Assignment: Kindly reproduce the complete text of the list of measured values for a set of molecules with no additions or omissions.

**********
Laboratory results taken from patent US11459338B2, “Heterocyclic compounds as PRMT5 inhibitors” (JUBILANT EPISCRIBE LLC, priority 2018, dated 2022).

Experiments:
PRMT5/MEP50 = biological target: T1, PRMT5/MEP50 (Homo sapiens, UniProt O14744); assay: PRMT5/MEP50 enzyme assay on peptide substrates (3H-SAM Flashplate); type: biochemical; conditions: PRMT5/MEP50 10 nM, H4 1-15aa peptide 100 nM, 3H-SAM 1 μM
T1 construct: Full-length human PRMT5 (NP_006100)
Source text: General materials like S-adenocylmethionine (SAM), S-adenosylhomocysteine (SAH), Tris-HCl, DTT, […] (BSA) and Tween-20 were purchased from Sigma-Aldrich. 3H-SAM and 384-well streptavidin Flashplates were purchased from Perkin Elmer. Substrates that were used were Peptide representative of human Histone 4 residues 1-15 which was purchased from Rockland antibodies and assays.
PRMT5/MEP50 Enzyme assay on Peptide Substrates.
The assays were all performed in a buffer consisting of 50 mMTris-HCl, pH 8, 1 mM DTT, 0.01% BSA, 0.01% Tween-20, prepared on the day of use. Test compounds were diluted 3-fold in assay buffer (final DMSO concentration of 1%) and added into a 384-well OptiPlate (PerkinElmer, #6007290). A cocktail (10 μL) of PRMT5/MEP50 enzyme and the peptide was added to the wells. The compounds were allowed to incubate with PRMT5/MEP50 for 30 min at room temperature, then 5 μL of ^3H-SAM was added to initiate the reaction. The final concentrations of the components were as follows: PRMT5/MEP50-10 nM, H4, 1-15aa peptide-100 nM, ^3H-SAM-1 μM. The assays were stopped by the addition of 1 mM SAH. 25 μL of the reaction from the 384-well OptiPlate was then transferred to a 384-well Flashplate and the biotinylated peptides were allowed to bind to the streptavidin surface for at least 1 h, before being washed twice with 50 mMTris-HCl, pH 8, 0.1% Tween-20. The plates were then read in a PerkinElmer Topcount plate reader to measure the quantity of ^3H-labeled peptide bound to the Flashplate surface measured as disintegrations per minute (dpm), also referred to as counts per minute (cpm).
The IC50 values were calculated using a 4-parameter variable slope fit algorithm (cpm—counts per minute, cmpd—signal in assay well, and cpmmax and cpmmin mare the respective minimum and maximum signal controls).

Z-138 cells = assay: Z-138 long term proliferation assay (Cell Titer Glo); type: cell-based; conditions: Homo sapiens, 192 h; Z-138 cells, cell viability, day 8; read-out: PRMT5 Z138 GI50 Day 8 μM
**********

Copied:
Laboratory results taken from patent US11459338B2, “Heterocyclic compounds as PRMT5 inhibitors” (JUBILANT EPISCRIBE LLC, priority 2018, dated 2022).

Experiments:
PRMT5/MEP50 = biological target: T1, PRMT5/MEP50 (Homo sapiens, UniProt O14744); assay: PRMT5/MEP50 enzyme assay on peptide substrates (3H-SAM Flashplate); type: biochemical; conditions: PRMT5/MEP50 10 nM, H4 1-15aa peptide 100 nM, 3H-SAM 1 μM
T1 construct: Full-length human PRMT5 (NP_006100)
Source text: General materials like S-adenocylmethionine (SAM), S-adenosylhomocysteine (SAH), Tris-HCl, DTT, […] (BSA) and Tween-20 were purchased from Sigma-Aldrich. 3H-SAM and 384-well streptavidin Flashplates were purchased from Perkin Elmer. Substrates that were used were Peptide representative of human Histone 4 residues 1-15 which was purchased from Rockland antibodies and assays.
PRMT5/MEP50 Enzyme assay on Peptide Substrates.
The assays were all performed in a buffer consisting of 50 mMTris-HCl, pH 8, 1 mM DTT, 0.01% BSA, 0.01% Tween-20, prepared on the day of use. Test compounds were diluted 3-fold in assay buffer (final DMSO concentration of 1%) and added into a 384-well OptiPlate (PerkinElmer, #6007290). A cocktail (10 μL) of PRMT5/MEP50 enzyme and the peptide was added to the wells. The compounds were allowed to incubate with PRMT5/MEP50 for 30 min at room temperature, then 5 μL of ^3H-SAM was added to initiate the reaction. The final concentrations of the components were as follows: PRMT5/MEP50-10 nM, H4, 1-15aa peptide-100 nM, ^3H-SAM-1 μM. The assays were stopped by the addition of 1 mM SAH. 25 μL of the reaction from the 384-well OptiPlate was then transferred to a 384-well Flashplate and the biotinylated peptides were allowed to bind to the streptavidin surface for at least 1 h, before being washed twice with 50 mMTris-HCl, pH 8, 0.1% Tween-20. The plates were then read in a PerkinElmer Topcount plate reader to measure the quantity of ^3H-labeled peptide bound to the Flashplate surface measured as disintegrations per minute (dpm), also referred to as counts per minute (cpm).
The IC50 values were calculated using a 4-parameter variable slope fit algorithm (cpm—counts per minute, cmpd—signal in assay well, and cpmmax and cpmmin mare the respective minimum and maximum signal controls).

Z-138 cells = assay: Z-138 long term proliferation assay (Cell Titer Glo); type: cell-based; conditions: Homo sapiens, 192 h; Z-138 cells, cell viability, day 8; read-out: PRMT5 Z138 GI50 Day 8 μM